This is Faith in Play #34: Guidance and The Machine, for September 2020.
Some people I know are terrified of the vision of the world in Person of Interest, the television series currently available on Netflix. In it, a man going by the name of Harold Finch has created a hardware/software combination that monitors and analyzes all the data everywhere—cameras, cell phones, online computers, everything. Using this data, it predicts terrorist attacks and gives limited information to a secret government agency so that these can be thwarted before they occur. Yet Harold took the system one step further: he designed it to inform him of the identities of anyone about to be involved, as victim or perpetrator, in a planned violent crime not related to terrorism. He wanted to save the lives of people involved in such crimes, and so the machine gives him social security numbers of such people.
Harold Finch is brilliant at computers, but slightly handicapped, walking with a limp, so he can’t do this himself. He recruits John Reese to do the legwork, and eventually Sameen Shaw joins them; two police detectives, Lionel Fusco and Joss Carter, also help them when called, knowing that their information is always good but not how they get it. Eventually someone who calls herself Root (Samantha Groves to Harold, but she doesn’t like that name) also joins them, apparently recruited by the machine itself.
It doesn’t frighten me. I see in it a wonderful metaphor of divine guidance, and the fact that God directs each of us in accordance with our own place in His plan. Read more
This is Faith in Play #33: Psionics, for August 2020.
About eighteen years ago, in July 2002, I published Faith and Gaming: Mind Powers, and thought I had said everything that needed to be said on the subject of psionic powers in fiction and games. It was republished fourteen years later on our refurbished reformatted website, August of 2016.
I could not have foreseen that seventeen years after it was originally written, November 2019, the republished copy would be discovered by someone who wanted to discuss it in enough detail that it has expanded to eighty comments, fewer than half of them contributed by our webmaster and me, filled with questions and links and references attempting to determine whether these “powers” were actually part of the “occult” practices condemned in Deuteronomy 18. Many Christians think so; for reasons covered in that article, I do not. However, the morass of commentary there obscures the critical points, and so I have returned to address the question again.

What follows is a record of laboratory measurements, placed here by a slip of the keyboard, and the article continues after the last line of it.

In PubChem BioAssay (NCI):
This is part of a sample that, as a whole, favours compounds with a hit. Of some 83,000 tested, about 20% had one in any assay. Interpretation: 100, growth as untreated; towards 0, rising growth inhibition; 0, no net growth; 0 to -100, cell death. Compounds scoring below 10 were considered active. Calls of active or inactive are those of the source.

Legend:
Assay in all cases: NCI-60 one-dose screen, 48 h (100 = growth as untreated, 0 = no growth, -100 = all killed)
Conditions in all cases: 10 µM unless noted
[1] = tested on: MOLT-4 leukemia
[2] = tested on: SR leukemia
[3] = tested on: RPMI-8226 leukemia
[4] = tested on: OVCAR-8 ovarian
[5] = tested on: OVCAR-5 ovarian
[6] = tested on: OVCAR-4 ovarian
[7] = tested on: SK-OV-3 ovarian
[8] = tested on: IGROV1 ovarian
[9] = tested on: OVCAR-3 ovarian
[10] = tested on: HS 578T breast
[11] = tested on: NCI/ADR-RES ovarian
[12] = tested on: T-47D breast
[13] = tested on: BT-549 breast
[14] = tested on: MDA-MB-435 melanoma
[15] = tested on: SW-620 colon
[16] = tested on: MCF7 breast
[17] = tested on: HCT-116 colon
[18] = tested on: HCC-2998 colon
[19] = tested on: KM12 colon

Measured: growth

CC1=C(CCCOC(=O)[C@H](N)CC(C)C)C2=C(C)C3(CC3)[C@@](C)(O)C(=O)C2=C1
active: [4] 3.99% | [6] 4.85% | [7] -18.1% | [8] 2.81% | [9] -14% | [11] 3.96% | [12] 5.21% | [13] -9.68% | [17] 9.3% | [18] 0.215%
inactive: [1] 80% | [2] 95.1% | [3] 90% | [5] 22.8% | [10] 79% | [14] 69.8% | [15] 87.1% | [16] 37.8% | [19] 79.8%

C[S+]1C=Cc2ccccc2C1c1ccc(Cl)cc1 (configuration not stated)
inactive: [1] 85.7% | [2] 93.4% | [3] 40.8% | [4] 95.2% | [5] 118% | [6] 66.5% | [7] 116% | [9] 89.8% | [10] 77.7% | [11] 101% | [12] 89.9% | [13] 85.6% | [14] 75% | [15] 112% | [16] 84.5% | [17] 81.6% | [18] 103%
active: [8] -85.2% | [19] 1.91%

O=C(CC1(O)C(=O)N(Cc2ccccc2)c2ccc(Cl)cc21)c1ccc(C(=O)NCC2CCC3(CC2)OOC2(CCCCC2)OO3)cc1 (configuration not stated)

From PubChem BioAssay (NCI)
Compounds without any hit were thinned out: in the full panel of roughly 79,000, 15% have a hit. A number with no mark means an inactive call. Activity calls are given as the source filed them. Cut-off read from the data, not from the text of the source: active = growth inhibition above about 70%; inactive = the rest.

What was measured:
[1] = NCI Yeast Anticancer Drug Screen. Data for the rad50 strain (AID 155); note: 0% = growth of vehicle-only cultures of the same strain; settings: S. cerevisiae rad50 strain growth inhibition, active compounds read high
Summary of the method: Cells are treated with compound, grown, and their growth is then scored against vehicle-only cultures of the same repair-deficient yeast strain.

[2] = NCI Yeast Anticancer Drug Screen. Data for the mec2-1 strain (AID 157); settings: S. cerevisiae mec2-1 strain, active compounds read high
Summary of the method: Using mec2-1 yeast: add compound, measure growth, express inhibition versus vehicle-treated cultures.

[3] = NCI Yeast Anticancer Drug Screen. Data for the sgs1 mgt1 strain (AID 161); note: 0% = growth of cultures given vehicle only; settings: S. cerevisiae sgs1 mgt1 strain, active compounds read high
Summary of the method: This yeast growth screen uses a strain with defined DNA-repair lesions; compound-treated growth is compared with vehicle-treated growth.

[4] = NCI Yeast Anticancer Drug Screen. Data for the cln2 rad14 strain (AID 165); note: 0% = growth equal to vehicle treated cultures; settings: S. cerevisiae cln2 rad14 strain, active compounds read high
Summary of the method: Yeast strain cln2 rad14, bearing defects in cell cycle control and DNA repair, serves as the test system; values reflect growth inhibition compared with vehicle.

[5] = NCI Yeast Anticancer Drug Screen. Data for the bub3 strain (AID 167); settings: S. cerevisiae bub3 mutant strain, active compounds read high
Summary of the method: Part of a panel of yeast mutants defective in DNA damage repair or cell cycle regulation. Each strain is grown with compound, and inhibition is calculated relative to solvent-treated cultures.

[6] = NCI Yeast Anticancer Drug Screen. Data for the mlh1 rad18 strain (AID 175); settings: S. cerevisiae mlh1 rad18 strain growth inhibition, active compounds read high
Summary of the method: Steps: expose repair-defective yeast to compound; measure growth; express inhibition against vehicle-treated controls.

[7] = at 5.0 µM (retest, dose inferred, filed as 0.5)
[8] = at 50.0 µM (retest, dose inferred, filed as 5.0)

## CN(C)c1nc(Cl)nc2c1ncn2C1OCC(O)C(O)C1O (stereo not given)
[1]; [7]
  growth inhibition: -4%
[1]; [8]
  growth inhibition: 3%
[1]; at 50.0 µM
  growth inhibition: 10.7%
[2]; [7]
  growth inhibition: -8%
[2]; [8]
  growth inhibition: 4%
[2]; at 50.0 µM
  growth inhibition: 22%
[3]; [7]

The issue we addressed was whether, within a fictional setting, it might be plausible to include characters who for one reason or another had developed “natural” mental abilities beyond those common to humans today—the mutant Jean Grey, for example. We demonstrated that in fact modern humans had mental abilities that were completely unknown less than two millennia ago, and that while it could not be said that we therefore would have greater powers in the future, it just as certainly could not be said that we would not. There was no harm in imagining such naturally developed mental abilities in fictional characters. Read more
In addition to our main discussion list, the Christian Gamers Guild also maintains a second list devoted to scriptural and devotional study under the direction of its chaplain, M. J. Young. In February 2006 this study began focusing daily on a college-level examination of Paul’s Epistle to the Romans, with a lighter presentation on weekends. In October of 2007 the study transitioned to I Corinthians, and on to II Corinthians, Galatians, Ephesians, Philippians, Colossians, I Thessalonians, II Thessalonians, I Timothy, II Timothy, Titus, Philemon, Hebrews, James, and I Peter. Unless M. J. takes a radically unexpected turn, you can expect II Peter to begin next week. The weekend study is currently posting “Musing”: thoughts on various subjects.
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